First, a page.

Withywindle: Nor am I familiar with Aristotle. Still, narration tells a history. Evolution is a historical process, taking place over an extended period of time. The lives of organisms are filled with “accidents,” contingent particulars. These accidents are of many kinds, some of which bear strongly on the organism’s ability to survive, either helping it or hindering it. Over a long period of time, and in the population at large, that population will “adapt” itself to those accidents that are recurrent and affect the lives of individuals. The gene pool of the population, in effect, “learns” about the world around it.
I wandered over here from the History News Network and can’t resist kibitzing on this interesting post cum comments. First, isn’t complex causation a sub-set of what Basil Fawlty once termed the “bleeding obvious”? Second, our pals in lit-crit and English have spilled gallons of ink on narratology, conventions, plot-lines etc. Third, I agree that you have identified plausible “tributaries,” but am surprised at a certain lack of specificity. L’Engle, certainly, but no C. S. Lewis. Tom Brown, indeed, but Rowling appropriates conventions from English children’s literature–as you correctly note–but you might have identified such authors as Enid Blyton and E. Nisbet, classics in English and post-imperial Commonwealth households of a certain generation. You might also have incorporated in your mechanisms of dissemination an infrastructure developed for the marketing of mass culture–and particularly popular music–whose density or intensity/efficiency of operation and penetration underwent several “leaps”–with radio, TV, the web, etc–and evolution driven by tributary processes of their own.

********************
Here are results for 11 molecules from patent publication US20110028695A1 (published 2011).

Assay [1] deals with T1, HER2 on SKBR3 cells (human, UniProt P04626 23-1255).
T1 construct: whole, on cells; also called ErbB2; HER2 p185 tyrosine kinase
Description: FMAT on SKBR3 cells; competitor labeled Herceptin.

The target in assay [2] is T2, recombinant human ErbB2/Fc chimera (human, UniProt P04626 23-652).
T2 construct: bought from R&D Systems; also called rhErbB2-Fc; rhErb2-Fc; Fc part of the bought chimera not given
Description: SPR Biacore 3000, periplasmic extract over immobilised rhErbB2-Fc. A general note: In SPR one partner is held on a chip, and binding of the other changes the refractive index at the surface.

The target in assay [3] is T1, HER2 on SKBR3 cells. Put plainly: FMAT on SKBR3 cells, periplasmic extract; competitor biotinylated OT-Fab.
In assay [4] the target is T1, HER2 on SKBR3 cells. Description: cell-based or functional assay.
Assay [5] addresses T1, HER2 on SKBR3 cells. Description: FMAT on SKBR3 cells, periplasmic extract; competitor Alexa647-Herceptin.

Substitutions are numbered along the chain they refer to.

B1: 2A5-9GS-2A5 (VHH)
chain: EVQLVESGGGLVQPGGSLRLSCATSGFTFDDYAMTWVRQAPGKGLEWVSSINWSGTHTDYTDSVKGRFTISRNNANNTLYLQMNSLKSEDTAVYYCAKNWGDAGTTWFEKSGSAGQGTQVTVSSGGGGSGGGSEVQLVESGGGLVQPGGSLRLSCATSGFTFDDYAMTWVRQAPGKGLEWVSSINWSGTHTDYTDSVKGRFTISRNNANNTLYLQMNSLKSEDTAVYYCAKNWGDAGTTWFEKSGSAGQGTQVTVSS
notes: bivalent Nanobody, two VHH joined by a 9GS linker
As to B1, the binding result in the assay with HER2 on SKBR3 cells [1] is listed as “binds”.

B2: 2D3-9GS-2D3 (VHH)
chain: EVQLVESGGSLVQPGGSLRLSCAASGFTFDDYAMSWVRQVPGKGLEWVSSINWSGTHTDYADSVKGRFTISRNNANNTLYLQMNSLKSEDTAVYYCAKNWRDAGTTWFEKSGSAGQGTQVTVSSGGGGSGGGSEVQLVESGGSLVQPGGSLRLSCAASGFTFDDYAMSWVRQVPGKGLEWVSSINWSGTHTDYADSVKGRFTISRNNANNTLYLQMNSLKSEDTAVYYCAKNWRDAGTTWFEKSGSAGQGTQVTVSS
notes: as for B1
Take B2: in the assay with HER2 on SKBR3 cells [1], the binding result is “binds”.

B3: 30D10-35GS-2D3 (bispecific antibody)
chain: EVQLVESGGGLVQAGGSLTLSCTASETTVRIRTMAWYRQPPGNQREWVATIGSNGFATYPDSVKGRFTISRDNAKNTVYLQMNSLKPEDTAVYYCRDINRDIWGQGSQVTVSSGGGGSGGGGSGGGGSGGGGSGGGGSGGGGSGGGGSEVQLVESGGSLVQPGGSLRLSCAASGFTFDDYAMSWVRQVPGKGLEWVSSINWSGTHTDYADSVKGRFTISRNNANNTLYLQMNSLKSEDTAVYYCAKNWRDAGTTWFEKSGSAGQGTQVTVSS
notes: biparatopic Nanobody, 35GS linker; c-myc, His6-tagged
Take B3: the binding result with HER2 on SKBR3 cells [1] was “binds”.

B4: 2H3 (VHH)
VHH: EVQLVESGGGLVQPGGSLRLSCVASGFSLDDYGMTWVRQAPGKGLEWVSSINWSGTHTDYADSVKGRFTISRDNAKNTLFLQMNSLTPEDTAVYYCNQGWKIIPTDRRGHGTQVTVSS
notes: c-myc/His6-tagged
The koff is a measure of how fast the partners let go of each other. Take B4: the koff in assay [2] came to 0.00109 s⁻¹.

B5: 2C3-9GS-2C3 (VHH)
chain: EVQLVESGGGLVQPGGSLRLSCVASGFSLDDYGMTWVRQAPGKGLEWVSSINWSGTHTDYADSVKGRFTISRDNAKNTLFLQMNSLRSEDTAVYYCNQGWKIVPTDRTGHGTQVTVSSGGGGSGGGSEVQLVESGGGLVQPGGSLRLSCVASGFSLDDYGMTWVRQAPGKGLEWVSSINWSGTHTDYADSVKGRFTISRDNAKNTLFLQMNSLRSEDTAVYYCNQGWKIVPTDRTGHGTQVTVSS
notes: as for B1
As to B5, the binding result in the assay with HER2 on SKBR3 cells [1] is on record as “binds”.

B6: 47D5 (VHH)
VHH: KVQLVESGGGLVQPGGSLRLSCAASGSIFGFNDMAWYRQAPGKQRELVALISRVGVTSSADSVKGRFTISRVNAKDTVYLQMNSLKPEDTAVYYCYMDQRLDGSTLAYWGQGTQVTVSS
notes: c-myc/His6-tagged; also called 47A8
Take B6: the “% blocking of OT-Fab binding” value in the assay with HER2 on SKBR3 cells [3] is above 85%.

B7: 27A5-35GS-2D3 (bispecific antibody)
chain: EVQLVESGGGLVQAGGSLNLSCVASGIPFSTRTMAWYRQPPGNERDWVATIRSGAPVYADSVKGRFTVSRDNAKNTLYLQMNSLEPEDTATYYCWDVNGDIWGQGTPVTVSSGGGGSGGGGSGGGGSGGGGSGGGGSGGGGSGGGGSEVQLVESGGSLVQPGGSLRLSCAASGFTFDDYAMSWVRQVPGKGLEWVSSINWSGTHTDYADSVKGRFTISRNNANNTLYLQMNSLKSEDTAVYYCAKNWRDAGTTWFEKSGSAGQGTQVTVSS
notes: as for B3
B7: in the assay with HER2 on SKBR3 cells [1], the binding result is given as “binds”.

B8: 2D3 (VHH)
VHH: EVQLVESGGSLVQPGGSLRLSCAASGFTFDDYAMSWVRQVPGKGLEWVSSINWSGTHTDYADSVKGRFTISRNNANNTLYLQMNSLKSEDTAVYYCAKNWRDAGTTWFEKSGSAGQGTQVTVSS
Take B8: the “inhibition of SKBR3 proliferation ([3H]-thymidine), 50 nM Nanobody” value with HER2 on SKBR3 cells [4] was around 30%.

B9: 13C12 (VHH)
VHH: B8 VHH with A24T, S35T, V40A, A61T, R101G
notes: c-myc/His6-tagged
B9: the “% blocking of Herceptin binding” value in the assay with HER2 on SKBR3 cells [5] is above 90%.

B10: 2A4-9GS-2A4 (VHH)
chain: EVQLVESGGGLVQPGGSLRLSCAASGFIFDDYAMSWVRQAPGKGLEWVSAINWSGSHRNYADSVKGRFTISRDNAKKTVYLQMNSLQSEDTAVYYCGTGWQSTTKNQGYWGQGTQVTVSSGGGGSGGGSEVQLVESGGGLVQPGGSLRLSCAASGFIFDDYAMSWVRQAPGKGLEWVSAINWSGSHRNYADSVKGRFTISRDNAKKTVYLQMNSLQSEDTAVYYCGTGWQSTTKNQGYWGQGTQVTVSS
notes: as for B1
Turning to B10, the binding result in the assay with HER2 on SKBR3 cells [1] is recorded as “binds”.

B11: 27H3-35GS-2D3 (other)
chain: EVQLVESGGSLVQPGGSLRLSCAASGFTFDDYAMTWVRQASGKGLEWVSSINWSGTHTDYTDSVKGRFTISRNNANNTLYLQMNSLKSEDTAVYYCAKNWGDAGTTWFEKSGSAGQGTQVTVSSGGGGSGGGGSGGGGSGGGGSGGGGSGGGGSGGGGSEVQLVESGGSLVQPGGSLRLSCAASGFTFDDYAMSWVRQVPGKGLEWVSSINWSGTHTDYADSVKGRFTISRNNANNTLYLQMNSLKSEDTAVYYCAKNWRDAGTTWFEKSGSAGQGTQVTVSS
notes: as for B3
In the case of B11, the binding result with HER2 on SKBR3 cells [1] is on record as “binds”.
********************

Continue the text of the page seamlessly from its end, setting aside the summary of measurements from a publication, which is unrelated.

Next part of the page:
As with any “complex” set of explanations, however, the interest seems to me to lie less in the inherently overdetermined nature of any historical moment or phenomenon than in the sources for a given observer’s choices on what to identify as more or less significant or persuasive at a given time.
I can’t add much except rapturous applause. We definitely need more historians who are interested in complexity. In this post I touched on the issue in relation to the causes of the English Civil War.
I’m very interested in complex systems theory but don’t know enough about it. What should I read?
A Princess of Roumania and its sequels (two to date) try to avoid the English angle altogether.
I wonder if the popularity of Potter and other series don’t plot to some sort of power-order graph.
Would it spoil all the fun to posit that Rowling got lucky?